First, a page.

The goal of true artificial intelligence research has long been to create a machine that processes information as effectively as the human brain. With the use of biologically-inspired artificial neural networks, an interdisciplinary research team led by Dr. Mihai Petrovici at Heidelberg University and the University of Bern (Switzerland) is solving this problem.
Because they are powerful, quick, and energy-efficient, spiking neural networks, which imitate the structure and function of a natural nervous system, are potential possibilities. One of the biggest challenges is figuring out how to train such complicated systems. The German-Swiss research team has now created and effectively implemented a training algorithm.
Spikes are brief electrical pulses used by nerve cells (or neurons) in the brain to transmit information. When a particular stimulus threshold is exceeded, these spikes occur. The frequency with which a single neuron generates such spikes, as well as the temporal sequence of the individual spikes, are crucial for information exchange.
“The main difference of biological spiking networks to artificial neural networks is that, because they are using spike-based information processing, they can solve complex tasks such as image recognition and classification with extreme energy efficiency,” states Julian Göltz, a doctoral candidate in Dr. Petrovici’s research group.
Individual neurons in the human brain and artificial spiking neural networks with architecturally similar architecture can only perform to their maximum potential if they are correctly connected to one another.
The main difference of biological spiking networks to artificial neural networks is that, because they are using spike-based information processing, they can solve complex tasks such as image recognition and classification with extreme energy efficiency.Julian Göltz
But how can neuromorphic systems, which are inspired by the brain, be altered to accurately process spiking input?
“This question is fundamental for the development of powerful artificial networks based on biological models,” stresses Laura Kriener, also a member of Dr. Petrovici’s research team.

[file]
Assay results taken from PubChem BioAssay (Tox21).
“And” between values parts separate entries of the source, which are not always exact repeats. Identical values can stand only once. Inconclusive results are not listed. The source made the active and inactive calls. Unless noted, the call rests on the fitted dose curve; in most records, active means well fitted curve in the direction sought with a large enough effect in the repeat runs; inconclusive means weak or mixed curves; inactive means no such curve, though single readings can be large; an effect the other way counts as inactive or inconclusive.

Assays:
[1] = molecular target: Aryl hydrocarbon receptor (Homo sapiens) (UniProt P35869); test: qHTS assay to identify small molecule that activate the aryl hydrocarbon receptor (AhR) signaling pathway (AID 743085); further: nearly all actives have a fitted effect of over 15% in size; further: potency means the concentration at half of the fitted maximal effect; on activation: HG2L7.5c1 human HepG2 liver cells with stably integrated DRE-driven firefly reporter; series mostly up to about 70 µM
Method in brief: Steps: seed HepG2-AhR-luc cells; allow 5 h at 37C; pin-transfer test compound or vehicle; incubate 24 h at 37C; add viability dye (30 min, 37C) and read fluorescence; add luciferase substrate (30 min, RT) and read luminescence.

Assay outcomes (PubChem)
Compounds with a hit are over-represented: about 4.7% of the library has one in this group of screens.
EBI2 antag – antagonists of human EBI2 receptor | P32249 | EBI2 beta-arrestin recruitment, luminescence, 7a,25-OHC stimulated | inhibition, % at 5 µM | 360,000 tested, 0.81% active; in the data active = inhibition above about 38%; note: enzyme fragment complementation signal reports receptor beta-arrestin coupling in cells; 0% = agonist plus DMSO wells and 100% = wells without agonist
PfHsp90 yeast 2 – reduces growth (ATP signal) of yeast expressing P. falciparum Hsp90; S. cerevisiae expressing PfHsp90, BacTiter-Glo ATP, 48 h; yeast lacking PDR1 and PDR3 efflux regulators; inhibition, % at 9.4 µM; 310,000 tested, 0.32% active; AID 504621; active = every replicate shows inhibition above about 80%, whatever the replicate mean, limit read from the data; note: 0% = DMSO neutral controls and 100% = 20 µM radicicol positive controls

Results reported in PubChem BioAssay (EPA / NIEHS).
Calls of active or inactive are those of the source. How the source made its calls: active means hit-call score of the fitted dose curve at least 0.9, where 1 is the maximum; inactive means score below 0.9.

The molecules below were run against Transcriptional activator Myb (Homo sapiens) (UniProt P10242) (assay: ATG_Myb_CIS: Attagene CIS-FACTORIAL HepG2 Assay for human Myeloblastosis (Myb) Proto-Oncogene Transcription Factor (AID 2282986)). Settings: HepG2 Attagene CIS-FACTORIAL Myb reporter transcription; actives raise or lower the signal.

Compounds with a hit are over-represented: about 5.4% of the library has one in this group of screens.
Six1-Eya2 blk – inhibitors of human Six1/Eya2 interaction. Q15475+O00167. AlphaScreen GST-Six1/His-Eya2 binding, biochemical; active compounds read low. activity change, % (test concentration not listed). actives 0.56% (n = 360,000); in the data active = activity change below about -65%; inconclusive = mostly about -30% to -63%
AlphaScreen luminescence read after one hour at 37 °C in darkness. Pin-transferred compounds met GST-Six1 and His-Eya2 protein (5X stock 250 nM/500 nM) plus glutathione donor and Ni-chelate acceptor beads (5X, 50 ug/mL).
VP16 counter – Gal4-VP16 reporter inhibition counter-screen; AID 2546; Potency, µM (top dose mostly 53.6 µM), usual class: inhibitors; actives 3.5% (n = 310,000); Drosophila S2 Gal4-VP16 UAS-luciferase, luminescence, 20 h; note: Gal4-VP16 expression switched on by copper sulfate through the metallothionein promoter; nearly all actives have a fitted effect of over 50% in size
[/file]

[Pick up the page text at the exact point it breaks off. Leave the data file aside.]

To ensure that the neurons in a spiking neural network fire at the precise moment, special algorithms are required. These methods tweak the connections between neurons so that the network can accomplish the task at hand, such as accurately identifying photos. Under the guidance of Dr. Petrovici, a team of researchers created just such an algorithm.
“Using this approach, we can train spiking neural networks to code and transmit information exclusively in single spikes. They thereby produce the desired results especially quickly and efficiently,” explains Julian Göltz.
Furthermore, the researchers were successful in integrating a neural network trained using this technique on a physical platform, the Heidelberg University-developed BrainScaleS-2 neuromorphic hardware platform.
The BrainScaleS system, according to the researchers, analyzes information 1,000 times faster than the human brain and uses significantly less energy than traditional computer systems. It’s part of the European Human Brain Project, which combines neuromorphic computing and other technologies into an open platform called EBRAINS.
“However, our work is not only interesting for neuromorphic computing and biologically inspired hardware. It also acknowledges the demand from the scientific community to transfer so-called Deep Learning approaches to neuroscience and thereby further unveil the secrets of the human brain,” emphasizes Dr. Petrovici.
The Human Brain Project, one of three European flagship programs in Future and Emerging Technologies supported under the European Union’s Horizon 2020 Framework Programme, was funded by the Manfred Stärk Foundation. The findings of the study appeared in the journal “Nature Machine Intelligence.”